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Something Really Odd Happening With Forte II's...


kevco
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Last night, I leaned down to plug in a lamp..while doing so, my head came close to the face of one of my Forte II's. I heard a buzzing sound coming from the speaker, but none of the amplification was powered up. I removed the grill and the sound was definately coming from only the mid-range driver. On inspection, the other speaker (8 feet away) was doing the same. The stereo has not been used in three days. I disconnected the speaker wires and shut off power to my amps...the noise continued. I pulled plugs throughout the house, wall warts, space heaters, all off. I even went so far as to shut off the main breaker to the house...the noise continues through BOTH mid-range drivers, and is still happening this morning! I'm thinking I've got some kind of radio frequency or electromagnetic interference happening or perhaps static electricity (the air is very dry and if I pet my cat, he gets zapped, much to his dismay). I am not near any radio towers, high tension lines, sizeable transformers or cell phone antennas...Any thoughts here would be greatly appreciated. I have had no trouble driving these speakers with less than 2 watts of single-ended triode power, so I figure the amount of juice to cause those drivers to emit a buzz from 6-8 inches away is pretty miniscule, but it definately never happened before as my head has been in that air space plenty of times!

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This reminds me of an interference case I helped solve many years ago with a ham operator buddy. I suggest you try moving one of the speakers (with cables disconnected, and the main breaker of your house turned off) to another location as many feet away from its usual spot as possible (even take it outside if feasible). If the buzz changes (either increasing or decreasing), I'd start looking at possible causes coming from a neighbor's house, or powerlines/telephone lines. A number of things come to mind: 1) someone can have a bad bell transformer, light dimmer, fish tank heater, etc, which is emitting all kinds of hash which is being literally transmitted by their house wiring (assuming that it's Romex, and not BX cable); 2) a possible bad connection going to any kind of antenna (do you by chance have a TV or other antenna at your house?); 3) do you get any kind of interference on a portable AM radio (you may need to tune the entire band to find it, if it's there)? If so, take the radio for a walk around the neighborhood. Doing so may help you to isolate the cause. If there are overhead powerlines, there could be leakage around an insulator or at a transformer. Believe it or not, even metal rain gutters can cause interference by radiating any kind of "signal" to which they are exposed. The wiring inside the speakers can easily act as an antenna which is picking up such interference. I'm anxious to hear of your results. Please post again!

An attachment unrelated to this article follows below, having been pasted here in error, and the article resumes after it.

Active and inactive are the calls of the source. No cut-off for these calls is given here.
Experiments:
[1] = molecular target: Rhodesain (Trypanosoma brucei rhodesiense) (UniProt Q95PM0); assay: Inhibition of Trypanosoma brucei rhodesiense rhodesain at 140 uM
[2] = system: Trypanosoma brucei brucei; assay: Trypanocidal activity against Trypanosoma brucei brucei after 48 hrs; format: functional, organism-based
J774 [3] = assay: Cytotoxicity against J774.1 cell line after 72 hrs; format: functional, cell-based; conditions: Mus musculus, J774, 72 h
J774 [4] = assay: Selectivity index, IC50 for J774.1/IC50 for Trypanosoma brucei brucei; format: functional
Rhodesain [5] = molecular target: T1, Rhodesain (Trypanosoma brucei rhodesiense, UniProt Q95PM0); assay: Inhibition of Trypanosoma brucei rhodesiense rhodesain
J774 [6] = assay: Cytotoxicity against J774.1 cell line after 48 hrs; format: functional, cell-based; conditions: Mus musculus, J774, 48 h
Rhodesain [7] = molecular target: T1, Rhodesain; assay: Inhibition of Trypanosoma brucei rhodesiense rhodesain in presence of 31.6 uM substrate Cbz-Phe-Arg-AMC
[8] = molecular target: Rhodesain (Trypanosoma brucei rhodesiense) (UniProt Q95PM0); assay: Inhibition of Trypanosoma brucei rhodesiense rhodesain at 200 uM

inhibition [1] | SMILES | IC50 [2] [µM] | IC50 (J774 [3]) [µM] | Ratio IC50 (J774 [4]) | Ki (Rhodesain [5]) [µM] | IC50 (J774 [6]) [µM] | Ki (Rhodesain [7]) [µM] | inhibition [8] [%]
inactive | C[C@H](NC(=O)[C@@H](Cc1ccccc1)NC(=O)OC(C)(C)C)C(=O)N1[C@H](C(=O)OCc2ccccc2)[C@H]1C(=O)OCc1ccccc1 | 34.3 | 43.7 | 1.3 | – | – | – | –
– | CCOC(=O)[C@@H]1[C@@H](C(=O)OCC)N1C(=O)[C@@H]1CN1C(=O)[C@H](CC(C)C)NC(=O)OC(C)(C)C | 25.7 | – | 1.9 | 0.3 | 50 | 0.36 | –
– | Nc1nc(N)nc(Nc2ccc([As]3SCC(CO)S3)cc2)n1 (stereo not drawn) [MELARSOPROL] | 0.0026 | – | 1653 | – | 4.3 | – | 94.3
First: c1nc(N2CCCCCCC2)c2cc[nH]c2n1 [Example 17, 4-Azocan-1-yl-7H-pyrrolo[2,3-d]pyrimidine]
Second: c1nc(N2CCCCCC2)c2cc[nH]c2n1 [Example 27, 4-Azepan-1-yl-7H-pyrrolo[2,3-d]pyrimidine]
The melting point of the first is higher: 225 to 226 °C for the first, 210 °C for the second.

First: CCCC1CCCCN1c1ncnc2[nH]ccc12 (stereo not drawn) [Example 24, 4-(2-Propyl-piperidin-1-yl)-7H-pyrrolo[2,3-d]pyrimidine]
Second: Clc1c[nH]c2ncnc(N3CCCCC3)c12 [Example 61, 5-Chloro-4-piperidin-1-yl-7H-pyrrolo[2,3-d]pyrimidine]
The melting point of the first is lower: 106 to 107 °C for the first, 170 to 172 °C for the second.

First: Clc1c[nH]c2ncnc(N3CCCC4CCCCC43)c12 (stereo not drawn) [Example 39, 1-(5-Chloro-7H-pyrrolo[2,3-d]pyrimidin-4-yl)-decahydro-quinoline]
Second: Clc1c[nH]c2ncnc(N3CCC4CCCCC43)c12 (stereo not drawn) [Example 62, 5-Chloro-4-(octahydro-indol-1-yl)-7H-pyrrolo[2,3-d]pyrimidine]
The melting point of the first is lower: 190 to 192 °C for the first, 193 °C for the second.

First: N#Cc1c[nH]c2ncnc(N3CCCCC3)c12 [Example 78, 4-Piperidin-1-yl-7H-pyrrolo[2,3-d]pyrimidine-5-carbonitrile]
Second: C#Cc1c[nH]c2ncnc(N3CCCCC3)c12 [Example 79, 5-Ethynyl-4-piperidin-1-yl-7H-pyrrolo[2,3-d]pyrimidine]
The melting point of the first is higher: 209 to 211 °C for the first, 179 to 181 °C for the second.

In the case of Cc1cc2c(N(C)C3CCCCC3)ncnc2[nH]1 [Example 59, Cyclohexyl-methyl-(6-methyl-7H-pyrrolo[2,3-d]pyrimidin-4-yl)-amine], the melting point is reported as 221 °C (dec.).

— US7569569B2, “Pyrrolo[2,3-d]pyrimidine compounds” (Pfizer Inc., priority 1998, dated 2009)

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The neighborhood is 60-odd years old, the houses close together, the power transmitted atop short, rickety poles, but they're about 70 feet from the speakers with a brick house in-between, yes it could be generated anywhere. My home has been mostly rewired with Romex, but God only knows what's hiding in my neighbors walls! I have no antennas, so that can be ruled out. I'm going to try the AM radio trick as soon as the rain stops and see what happens. Thanks for the idea, Tube Fanatic! Oh, and the lamp stays..it wasn't plugged-in in the first place.

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Sounds like an X-File episode, too strange. Why don't you try something simple first. Wrap the mid drivers 100% in tin foil and then use an insulated wire with a small alligator clip at each end to attach the tinfoil wrap to the speakers negative (ground terminal. If that fails to work you could always try adding a series resistor or even a resistor and cap to filter out the noise. Might be worth a try as this is RF pick up so a shield ought to work and this would be way cheaper and less intrusive than power line conditioners for your gear. Good luck buddy.

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Might be worth a try as this is RF pick up so a shield ought to work and this would be way cheaper and less intrusive than power line conditioners for your gear.

I think his speaker wires are unhooked and noise still persists. I don't think a shielding on any wire will work. It is likely being picked up by the crossover or drivers themself (internal to the speaker).

A little scary that their is that much noise though hopefully it is just radio frequency or something, not a health hazzard.

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A Klipsch employee (possibly Trey Cannon) mentioned that they experienced that with many pairs of Forte IIs.

Same thing happened to me only my Forte IIs were in my wife's car being transported to a wedding reception to DJ the dance. Heard a buzzing from the back of the car and realized it was coming from my Forte IIs even though they weren't hooked up to anything.

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Any ham radio operators in your area? This is supposed to be a source of EMI.

I think you're right to look for EMI rather than RFI sources, but it can't hurt to try the aluminum foil idea.

What about other power coming into your house that's not affected by your mains switch? For example, power to telephones? I don't know how it works or if it's an EMI source, but land lines seem to be always powered even when household power has been knocked out.

Here's a source of EMI, but only when household power is on: halogen lights dimmed via transformers! I was finally told I had to use light switches marked "for halogen lights" and NOT "for incandescent lights." Odd, but switching the switches took care of most of a long-standing buzz in my speakers!

Good luck.

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sure the pick up could just as easily be at the criossover and it could also be wrapped as well as long as you used a plastic bag to insulate the foil from the components.Once the speakers are connected to the amp then there is a ground. You would want to insure that the components don't get too hot in the bag. Might be worth trying just to see if it makes for a fix. Weird science at work in his house. A guy does not need a microwave where he lives. Flash "Dead speaker designer invents free power source (also doubles as a mid range horn)" Best regards Moray James.